How Preventing Dehydration Helps Prevent Cavities

How Preventing Dehydration Helps Prevent Cavities

Dehydration can actually cause cavities and, if left improperly treated, can eventually lead to gum disease. That’s a bold claim, but it’s true.

But how?

Well, it all starts with saliva.

And whether you live in here in Utah, to our south in Arizona, east in Colorado, or in pretty much any other climate, your child could be at risk of tooth decay – all simply because they are dehydrated.

The Symptoms of Dehydration

How do you tell if your child is dehydrated? The first signs or symptoms are fairly easy to spot. They are:

  • Extreme thirst
  • Dry mouth and/or tongue
  • Sunken eyes or cheeks
  • Irritability
  • No tears when crying
  • Infrequent urination
  • Dark urine
  • Tooth sensitivity
  • Tender gums


Dehydration can also rear its ugly head in the form of dry skin. It’s important to pay attention to these symptoms and address them before they get worse and cause more permanent issues.

How Does Dehydration Affect Healthy Teeth?

When some people think of dehydration, they consider it to simply be a lack of water, but there’s more to it than that. When we sweat, we lose not just water, but minerals and electrolytes like potassium, magnesium, calcium and chloride.

Replenishing the lost water and nutrients found in sweat is vital to maintaining optimum hydration.

Our society is full of drinks and commercials telling us that we need to stay hydrated. Gatorade, Vitamin Water, and even certain fruit drinks now boast about how well they help you “hydrate”.

So, it’s clear that hydration is important, but what’s actually happening in the mouth and in the body when we get dehydrated, and how does it affect our teeth?

Well, healthy mouths are full of saliva, which helps move debris away from the teeth, breaks down food and carries essential minerals to the teeth. When harmful bacteria builds up in between and on the teeth, they begin to break down and decay.

The breakdown of a tooth can also occur when essential minerals such as calcium are absent. Some foods that we eat or other substances that we put in the body can make your body use more minerals than you would normally, and thus deplete your body of the adequate stores faster than usual.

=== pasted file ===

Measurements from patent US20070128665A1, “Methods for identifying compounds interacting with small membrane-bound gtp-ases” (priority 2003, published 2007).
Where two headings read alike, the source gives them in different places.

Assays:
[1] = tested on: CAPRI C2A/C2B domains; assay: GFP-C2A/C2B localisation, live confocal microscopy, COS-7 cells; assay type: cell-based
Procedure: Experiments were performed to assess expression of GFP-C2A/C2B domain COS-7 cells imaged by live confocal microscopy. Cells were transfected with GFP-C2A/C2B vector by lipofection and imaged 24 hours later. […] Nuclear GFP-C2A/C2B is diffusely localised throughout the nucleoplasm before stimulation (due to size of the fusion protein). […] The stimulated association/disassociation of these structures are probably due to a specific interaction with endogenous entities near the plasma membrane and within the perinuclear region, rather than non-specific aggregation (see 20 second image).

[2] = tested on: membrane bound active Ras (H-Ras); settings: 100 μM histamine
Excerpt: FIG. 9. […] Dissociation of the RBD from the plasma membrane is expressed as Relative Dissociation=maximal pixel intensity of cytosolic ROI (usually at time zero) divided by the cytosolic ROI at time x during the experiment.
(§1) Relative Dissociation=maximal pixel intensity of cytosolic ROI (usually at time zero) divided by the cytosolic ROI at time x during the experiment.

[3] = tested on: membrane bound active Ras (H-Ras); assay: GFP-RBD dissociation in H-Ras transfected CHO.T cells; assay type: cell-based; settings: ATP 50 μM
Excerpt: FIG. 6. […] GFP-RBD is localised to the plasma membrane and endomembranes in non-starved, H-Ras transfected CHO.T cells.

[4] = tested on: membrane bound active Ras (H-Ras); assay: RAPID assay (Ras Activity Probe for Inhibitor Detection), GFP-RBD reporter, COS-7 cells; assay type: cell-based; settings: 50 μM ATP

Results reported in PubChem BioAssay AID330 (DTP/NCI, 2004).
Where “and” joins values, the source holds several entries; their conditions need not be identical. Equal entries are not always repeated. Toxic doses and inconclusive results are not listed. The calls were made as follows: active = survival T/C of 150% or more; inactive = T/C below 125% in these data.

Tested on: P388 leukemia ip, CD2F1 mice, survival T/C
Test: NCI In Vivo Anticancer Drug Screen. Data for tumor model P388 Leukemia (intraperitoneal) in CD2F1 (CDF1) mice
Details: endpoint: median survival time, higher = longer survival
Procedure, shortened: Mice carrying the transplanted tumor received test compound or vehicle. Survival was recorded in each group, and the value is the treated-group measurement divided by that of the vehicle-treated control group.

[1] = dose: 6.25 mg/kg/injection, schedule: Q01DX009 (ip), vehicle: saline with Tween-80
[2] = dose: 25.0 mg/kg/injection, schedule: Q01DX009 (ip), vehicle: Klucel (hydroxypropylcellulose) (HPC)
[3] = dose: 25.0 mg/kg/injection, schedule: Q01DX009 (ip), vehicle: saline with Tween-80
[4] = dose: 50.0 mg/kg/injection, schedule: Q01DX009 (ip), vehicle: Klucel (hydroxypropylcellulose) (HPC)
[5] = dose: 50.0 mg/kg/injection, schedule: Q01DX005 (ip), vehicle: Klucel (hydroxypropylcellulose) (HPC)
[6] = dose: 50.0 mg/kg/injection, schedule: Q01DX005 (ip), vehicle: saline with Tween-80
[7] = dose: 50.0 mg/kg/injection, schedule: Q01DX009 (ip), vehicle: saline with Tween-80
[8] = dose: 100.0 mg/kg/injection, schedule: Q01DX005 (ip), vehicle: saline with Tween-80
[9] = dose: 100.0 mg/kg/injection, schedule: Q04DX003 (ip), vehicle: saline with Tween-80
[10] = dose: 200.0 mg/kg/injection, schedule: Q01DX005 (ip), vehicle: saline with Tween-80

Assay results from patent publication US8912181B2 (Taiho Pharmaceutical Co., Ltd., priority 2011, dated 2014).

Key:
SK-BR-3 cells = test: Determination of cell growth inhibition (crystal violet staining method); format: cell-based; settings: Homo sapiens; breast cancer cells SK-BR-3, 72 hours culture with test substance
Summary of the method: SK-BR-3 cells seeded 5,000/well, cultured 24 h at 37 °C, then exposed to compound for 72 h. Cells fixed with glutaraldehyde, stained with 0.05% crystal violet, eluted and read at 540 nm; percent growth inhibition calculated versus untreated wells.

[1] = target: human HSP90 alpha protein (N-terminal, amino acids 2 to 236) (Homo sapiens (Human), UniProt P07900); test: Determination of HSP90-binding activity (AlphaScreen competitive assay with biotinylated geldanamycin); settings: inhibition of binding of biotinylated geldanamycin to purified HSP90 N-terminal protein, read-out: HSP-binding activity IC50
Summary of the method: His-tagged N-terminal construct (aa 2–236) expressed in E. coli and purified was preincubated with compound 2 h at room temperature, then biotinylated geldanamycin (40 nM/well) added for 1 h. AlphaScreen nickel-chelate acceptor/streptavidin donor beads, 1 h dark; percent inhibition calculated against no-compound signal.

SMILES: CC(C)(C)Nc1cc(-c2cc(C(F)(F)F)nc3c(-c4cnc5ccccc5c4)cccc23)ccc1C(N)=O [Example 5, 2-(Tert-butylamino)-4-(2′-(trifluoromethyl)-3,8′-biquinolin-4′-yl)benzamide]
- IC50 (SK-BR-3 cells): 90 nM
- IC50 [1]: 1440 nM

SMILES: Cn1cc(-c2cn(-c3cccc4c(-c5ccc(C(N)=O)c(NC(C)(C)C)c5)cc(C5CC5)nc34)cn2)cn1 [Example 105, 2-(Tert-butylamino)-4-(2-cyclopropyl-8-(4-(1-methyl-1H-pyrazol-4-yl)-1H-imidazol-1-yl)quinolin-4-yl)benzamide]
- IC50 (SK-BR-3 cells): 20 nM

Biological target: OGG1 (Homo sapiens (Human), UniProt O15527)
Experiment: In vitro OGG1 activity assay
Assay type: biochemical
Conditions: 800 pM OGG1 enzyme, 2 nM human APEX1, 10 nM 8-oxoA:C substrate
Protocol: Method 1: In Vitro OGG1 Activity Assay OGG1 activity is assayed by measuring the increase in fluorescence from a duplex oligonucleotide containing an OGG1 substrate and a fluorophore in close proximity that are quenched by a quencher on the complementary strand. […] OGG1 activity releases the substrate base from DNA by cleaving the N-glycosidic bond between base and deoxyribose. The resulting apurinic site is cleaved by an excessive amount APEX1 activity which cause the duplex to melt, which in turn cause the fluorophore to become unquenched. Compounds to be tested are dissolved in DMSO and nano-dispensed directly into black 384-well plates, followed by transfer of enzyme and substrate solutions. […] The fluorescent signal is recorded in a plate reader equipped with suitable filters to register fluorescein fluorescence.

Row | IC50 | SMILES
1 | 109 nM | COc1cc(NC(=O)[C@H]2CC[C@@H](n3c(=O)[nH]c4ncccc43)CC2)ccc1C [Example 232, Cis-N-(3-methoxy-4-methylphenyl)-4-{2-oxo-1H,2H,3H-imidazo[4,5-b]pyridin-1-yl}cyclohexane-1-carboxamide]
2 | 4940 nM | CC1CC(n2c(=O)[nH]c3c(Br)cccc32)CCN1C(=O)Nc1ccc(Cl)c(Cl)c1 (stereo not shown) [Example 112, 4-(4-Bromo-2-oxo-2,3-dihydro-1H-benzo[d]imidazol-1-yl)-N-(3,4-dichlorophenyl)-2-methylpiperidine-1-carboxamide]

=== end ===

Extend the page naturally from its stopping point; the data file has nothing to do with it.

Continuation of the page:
After years of neglect, dehydration, or improper care of the teeth, not just tooth decay can be present, but gum disease can begin to show. And by then, it can be too late for prevention, and require extensive, focused treatment.

Of these known causes, dehydration is the most overlooked but quite possibly, the easiest to prevent. But how?

How Preventing Dehydration Helps Prevent Cavities

Preventing Dehydration For Optimal Dental Hygiene

How can you prevent dehydration?

Drinking enough water, consuming foods rich in minerals and vitamins, and ensuring that you replenish whatever was lost in a workout or other strenuous activity.

Yes, you probably already knew all that.

But, there are also signs that you can look for to make sure that you can spot dehydration and take a more preventative approach. If you workout with any frequency, you are probably already aware of most of the telltale signs of dehydration, but some of you may need a refresher. So here’s a brief list of what to look for:

  • Fatigue
  • Dry mouth
  • Clammy skin
  • Nausea
  • Headache
  • Inability to focus
  • Irritability


There are more, but if your child is exhibiting any of these symptoms, you can offer them some water, electrolytes, Pedialyte, or even lemonade or coconut water. Whatever your preference, all you are trying to do is to replenish what was lost. And it can be as simple as having them take salt and potassium tablets.

Prevention, prevention, and more prevention. That’s the real answer. We at Orem often stress this. It’s all about preventative dental care.

But knowing what signs to look out for and what to do if you see those signs can help you prevent poor gum health throughout your child’s lifetime. We have all heard about the importance of developing good habits – especially as it relates to brushing and flossing. But, there is another contributing factor that gets overlooked. It’s hydration. And simply being adequately hydrated can do more than just preventing headaches and muscle spasms.

It can prevent cavities.

The truth is, when we eat, food is chewed and broken down in the mouth. Saliva helps to not only process the food, but to lubricate and neutralize acidity. We need to make sure that that saliva is there, and is doing its job.

What To Do If You Suspect That Your Child Has Cavities

As I said, chronic dehydration can lead to white spots on the teeth, cavities, and eventually, to gum disease. No one wants that to happen. especially to our children.

But, we do know that the majority of dental problems occur when your child has poor hygiene. This can refer to poor or infrequent brushing, failure to clean in between teeth, poor diet, or even trauma to the teeth.

Again, dehydration can also play a significant role in your child’s overall gum health, and it’s not regularly discussed.

Without the saliva needed to lubricate the throat and gums, bacteria can remain in the mouth, and because of saliva’s neutralizing agent on acids, the mouth can become more acidic, and thus be the ideal home for gum deteriorating bacteria to thrive.

It’s important to take action right away if you see any of these warning signs.

If you would like our help, or to schedule an examination where we can take a close look and examine your child’s teeth and look for signs of dehydration, I urge you to call us at (801) 802-7200 now.

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